• Astronomy & Astrophysics (A&A) [EDP Sciences]: Currently, no post-publication name changes are allowed. Note: On June 4, 2021 A&A tweeted that their editors are in contact with the EDP Board of Directors about changing this.
  • Monthly Notices of the Royal Astronomical Society (MNRAS) [Oxford University Press]: Currently, at an author’s request, they will update their name on the HTML version but not the PDF. Note: They have stated on Twitter that they are working toward a solution with OUP.
  • arXiv.org [Cornell University]: An author may request a name change through the user support portal or their help email. They will incorporate name changes into the original LaTeX file and recompile PDFs.
  • Astrophysical Data System (ADS) [Harvard]: An author may email them all the names they have published under, and ADS will store the names as synonyms, showing results for all of the listed names when one is searched. They also plan to follow the COPE policies and change authors’ names, regardless of whether the original publisher does so.

For information on more journals/publishers, check out this spreadsheet compiled by Dr. Jost Migenda with help from the community to track which follow COPE principles.

Trans authors’ experiences

At the AAS Meeting 238, the Committee for Sexual and Gender Minorities in Astronomy (SGMA) met and discussed this issue. Jessica Mink from the Harvard & Smithsonian Center for Astrophysics presented the history and state of the issue, as well as her personal experiences. She acknowledged that much of this has been easier for her, as a senior astronomical software developer, than for early career people and those on the job market. She was able to get ADS updated very easily, as she personally knew and worked down the hall from the person responsible. All of her work on ADS can now be found by searching either her current or previous name. ORCiD is another way to help pull together publications, as each person is assigned a number that won’t need to change when names do, but names are still used in citations, so it’s not a complete solution.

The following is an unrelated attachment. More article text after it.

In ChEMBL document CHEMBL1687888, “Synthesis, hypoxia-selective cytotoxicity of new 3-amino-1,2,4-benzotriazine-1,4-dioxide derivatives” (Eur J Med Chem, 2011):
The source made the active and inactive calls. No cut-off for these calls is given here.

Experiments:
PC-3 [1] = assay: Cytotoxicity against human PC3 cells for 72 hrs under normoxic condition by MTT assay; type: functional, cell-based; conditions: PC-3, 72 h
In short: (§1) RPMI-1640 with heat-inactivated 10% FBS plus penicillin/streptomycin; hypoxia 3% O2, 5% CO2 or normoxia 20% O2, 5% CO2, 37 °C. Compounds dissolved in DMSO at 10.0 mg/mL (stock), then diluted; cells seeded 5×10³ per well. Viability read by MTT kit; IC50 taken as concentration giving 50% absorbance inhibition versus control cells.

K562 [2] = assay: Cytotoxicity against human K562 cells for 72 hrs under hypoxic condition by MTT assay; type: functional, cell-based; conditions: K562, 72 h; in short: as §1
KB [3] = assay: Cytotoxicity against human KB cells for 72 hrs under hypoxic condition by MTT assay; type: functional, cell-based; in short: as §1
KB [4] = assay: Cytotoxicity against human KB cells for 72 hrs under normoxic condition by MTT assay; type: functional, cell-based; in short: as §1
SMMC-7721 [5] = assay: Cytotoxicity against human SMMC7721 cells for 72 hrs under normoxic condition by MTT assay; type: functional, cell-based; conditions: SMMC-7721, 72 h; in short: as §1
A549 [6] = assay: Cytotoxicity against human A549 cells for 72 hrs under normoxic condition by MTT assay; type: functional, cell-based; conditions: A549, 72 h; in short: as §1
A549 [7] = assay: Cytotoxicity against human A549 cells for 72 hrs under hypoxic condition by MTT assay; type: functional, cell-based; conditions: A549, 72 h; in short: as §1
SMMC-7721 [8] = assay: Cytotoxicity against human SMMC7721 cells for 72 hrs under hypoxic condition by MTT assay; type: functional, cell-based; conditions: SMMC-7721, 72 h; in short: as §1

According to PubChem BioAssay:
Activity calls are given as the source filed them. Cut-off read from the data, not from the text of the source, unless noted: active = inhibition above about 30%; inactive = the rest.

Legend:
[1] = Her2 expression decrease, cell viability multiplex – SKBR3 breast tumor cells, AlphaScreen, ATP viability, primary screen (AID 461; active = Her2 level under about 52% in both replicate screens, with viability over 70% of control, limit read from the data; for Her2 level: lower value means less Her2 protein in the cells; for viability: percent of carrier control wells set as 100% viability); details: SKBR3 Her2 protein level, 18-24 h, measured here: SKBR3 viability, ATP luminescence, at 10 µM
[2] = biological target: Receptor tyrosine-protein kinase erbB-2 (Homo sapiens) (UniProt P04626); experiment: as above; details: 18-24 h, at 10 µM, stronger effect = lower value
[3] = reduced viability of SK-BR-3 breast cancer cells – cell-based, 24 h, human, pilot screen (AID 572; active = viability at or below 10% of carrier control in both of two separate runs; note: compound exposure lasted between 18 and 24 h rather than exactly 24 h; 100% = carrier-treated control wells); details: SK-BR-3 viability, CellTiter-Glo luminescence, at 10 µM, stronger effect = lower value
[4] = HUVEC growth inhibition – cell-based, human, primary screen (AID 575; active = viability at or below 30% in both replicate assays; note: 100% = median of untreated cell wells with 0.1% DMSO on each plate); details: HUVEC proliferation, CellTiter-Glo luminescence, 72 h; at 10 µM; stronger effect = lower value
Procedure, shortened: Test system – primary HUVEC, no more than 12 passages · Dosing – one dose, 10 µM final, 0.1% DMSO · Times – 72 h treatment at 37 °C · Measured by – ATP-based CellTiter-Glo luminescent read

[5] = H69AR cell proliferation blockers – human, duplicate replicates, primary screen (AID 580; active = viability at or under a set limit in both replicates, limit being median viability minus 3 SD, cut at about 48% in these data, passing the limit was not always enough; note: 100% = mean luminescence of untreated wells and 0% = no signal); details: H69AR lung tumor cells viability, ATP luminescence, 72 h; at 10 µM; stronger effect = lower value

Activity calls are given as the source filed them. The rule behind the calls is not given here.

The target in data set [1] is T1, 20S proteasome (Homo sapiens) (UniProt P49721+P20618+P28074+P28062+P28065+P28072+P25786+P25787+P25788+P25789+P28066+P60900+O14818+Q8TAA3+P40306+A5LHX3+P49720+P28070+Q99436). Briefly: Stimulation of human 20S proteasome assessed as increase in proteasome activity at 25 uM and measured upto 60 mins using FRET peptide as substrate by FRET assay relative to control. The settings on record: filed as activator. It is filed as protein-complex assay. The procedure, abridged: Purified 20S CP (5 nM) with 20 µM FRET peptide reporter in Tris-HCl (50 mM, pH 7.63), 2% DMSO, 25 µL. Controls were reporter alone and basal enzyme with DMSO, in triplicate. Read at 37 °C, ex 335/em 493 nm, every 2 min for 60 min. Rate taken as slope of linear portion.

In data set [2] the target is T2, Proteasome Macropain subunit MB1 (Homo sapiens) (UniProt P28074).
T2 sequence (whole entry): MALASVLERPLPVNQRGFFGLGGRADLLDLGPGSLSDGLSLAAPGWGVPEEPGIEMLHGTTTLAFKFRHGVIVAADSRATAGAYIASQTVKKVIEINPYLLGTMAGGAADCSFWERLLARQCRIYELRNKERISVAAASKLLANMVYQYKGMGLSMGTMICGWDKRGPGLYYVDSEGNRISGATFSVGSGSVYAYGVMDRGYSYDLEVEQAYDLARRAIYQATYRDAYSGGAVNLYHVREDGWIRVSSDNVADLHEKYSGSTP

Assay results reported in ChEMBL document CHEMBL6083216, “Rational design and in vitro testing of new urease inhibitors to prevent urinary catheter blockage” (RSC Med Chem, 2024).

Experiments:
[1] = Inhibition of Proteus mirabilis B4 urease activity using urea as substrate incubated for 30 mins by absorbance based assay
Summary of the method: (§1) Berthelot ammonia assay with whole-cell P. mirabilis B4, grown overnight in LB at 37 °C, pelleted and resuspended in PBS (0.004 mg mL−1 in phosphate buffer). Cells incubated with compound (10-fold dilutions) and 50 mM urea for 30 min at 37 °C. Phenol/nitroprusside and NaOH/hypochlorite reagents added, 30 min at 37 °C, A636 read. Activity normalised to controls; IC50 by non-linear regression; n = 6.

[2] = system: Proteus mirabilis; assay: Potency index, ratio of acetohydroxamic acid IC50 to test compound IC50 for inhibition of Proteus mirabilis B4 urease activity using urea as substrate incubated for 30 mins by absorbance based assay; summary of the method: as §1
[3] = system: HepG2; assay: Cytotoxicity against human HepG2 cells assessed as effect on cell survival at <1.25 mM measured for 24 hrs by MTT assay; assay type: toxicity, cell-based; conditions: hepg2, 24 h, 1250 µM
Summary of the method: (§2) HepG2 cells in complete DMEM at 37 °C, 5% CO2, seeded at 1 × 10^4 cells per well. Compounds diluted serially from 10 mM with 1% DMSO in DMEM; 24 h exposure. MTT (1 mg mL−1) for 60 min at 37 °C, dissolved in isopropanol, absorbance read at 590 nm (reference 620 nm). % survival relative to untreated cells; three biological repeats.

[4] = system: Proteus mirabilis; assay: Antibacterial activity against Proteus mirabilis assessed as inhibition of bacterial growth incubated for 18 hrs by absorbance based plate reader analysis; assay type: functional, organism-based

Jessica made the personal decision not to change her name in previous publications because she is an activist and wants people to know she is trans. Dr. Anne Archibald transitioned near the start of graduate school, but had one paper published under her previous name, limiting how secretive she can be about being transgender. She decided early on to assume that everyone knows she is transgender and, now that she has a faculty position, has decided to be a bit more out as it could make a difference for younger trans astronomers. Professor Jan Eldridge has also changed her current name but not that on older publications. She has been publishing under her initials for some time (JJ), but plans to go back and get the older papers updated, especially those with her full old name.